From Opacity to Complexity: The resilience of the Algerian state

Luis Martinez and Rasmus Alenius Boserup, editors of Algeria Modern, explain how the Algerian state has weathered the Arab Spring and domestic unrest.

Miriam Perier, Sciences Po: The book title ‘opacity to complexity’ is in regard to the Algerian state. What are the main features of this opacity?

Luis Martinez and Rasmus Alenius Boserup, authors of Algeria Modern: One of the main features of this opacity is the fundamental role of the security services. Since independence, the state in Algeria has remained under the influence and control of the military, and its organs have composed a large part of the state apparatus and political institutions since the end of the Boumediene presidency (1965–1979). In this time, they have considered themselves the supporting wall of the Algerian building. Moreover, parallel to the accessible and observable institutional/formal political scene, another developed and consolidated. Various actors from diverse backgrounds began acting in networks. For Algerians, these power players represent ‘the system’. This opacity was also a feature of various administrations. From Chadli’s (1980–1991) to Zeroual’s presidency (1994–1998), it was difficult to know ‘who governs and decides’ in Algeria. Many testimonies of former ministers underline this unintelligibility. Interestingly, Bouteflika’s denunciation of this opacity began a major conflict between political actors (the president, the FLN) and the security services (the DRS)…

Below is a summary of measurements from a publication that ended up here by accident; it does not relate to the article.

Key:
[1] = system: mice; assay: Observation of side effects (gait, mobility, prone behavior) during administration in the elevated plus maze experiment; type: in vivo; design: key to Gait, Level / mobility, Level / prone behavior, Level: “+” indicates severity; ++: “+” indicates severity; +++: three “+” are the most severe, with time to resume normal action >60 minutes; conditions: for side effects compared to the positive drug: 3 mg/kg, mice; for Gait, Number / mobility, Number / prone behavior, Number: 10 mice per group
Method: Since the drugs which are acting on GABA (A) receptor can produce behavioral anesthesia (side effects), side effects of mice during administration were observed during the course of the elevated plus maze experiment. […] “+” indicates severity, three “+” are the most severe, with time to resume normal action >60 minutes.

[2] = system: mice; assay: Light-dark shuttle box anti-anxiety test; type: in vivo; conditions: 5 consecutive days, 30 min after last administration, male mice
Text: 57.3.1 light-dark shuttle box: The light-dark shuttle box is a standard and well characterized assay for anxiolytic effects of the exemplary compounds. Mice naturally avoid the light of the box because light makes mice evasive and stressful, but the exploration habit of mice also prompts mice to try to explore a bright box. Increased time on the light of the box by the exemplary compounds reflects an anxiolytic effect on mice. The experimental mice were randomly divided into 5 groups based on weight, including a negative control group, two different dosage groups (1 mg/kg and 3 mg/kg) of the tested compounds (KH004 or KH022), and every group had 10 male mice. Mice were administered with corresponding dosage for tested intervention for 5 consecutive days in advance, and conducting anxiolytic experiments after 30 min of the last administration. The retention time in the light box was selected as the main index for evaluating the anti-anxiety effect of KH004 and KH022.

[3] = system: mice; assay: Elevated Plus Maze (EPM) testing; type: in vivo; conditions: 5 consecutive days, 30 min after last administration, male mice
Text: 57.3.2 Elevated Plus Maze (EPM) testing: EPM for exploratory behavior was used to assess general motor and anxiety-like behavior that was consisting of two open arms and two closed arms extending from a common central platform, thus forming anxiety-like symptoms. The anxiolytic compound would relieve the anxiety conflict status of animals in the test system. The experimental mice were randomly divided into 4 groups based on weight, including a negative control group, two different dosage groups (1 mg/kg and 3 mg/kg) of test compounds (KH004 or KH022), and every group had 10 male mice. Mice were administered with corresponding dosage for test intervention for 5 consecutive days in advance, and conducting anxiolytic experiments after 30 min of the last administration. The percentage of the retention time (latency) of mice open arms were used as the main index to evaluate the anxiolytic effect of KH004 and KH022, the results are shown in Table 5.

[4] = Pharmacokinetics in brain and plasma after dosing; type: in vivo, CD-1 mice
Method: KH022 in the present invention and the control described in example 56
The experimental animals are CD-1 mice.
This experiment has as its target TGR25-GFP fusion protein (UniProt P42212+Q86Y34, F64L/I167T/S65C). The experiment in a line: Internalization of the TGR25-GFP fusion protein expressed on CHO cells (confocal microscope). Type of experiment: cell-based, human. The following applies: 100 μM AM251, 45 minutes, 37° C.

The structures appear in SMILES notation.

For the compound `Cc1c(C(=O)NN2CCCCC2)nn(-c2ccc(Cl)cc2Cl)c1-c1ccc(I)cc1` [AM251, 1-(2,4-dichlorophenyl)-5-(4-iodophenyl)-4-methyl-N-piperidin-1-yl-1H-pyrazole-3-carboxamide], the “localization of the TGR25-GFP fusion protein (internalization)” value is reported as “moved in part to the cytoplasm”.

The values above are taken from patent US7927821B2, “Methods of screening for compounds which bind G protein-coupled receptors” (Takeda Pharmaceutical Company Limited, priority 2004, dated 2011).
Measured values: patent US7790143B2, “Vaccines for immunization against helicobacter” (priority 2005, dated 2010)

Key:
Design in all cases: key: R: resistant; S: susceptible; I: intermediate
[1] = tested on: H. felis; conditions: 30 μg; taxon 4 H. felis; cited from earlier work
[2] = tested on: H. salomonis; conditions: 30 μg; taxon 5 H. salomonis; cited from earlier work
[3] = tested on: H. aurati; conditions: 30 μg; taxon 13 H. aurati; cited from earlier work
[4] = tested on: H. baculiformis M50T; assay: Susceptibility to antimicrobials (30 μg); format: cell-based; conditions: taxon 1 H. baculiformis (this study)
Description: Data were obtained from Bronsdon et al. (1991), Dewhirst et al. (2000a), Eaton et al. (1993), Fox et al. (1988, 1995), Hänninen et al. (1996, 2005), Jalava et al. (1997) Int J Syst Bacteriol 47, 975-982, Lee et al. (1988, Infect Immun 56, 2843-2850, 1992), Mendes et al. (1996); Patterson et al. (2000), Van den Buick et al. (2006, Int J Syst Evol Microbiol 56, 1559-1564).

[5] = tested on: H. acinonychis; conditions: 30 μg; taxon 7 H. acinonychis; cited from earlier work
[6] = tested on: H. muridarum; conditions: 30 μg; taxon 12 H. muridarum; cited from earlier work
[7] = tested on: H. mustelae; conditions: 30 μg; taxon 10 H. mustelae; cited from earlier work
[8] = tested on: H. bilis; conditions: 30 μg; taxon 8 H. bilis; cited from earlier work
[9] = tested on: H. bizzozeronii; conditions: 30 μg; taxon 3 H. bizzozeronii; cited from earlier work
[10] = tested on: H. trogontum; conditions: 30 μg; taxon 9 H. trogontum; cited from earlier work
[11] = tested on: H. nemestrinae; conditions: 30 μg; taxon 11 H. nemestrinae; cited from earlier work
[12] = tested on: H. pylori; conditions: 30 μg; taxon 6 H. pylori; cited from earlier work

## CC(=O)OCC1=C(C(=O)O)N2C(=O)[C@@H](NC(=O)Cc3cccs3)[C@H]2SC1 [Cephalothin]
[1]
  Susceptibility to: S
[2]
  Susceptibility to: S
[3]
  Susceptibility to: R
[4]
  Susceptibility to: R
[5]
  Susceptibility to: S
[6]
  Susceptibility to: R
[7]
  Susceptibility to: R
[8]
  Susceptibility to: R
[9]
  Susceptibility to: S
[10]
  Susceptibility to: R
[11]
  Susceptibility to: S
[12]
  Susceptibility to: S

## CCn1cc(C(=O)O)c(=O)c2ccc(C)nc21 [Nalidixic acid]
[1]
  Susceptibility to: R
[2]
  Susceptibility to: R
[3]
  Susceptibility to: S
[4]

MP: How did the transition from opacity to complexity take place?

LM/RAB: The conflict that we just mentioned has, in effect, permitted transformations to have taken place over the last decade. As shown in Abdenour Benantar’s chapter in the book (‘The State and the Dilemma of Security Policy’), the military institutions have professionalized. Confidence has been restored, and the military is accessible and communicates outside of its own structures. In a sense, it wants to distinguish itself from the security services (DRS), which still bear a negative and archaic image. The same movement towards openness is observable in the hydrocarbon sector, which is the heart of the Algerian economy. For example, Sonatrach has made its archives available, and its former directors are, from now on, open to interviews. Samia Boucetta’s doctoral work and chapter in the book (‘Identity and Hydrocarbons in Algeria’) illustrate this new reality. Another example is the security sector, where various interest groups have manoeuvred to replace it. To be sure, the security services have far from disappeared, yet they are no longer a secret power. In fact, one observes in numerous sectors—once considered closed off and inaccessible—changes which allow us to understand ‘the state in action’ and to assess its complexity.

MP: Why is it that the Arab Spring passed over Algeria?